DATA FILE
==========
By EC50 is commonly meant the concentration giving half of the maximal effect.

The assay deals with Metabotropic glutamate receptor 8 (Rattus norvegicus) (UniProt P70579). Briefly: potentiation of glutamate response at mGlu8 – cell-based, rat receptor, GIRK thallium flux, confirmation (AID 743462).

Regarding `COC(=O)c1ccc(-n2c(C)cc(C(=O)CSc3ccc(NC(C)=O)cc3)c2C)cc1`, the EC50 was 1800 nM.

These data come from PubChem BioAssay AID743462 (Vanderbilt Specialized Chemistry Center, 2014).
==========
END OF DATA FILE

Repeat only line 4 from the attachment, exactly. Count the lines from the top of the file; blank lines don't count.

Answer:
These data come from PubChem BioAssay AID743462 (Vanderbilt Specialized Chemistry Center, 2014).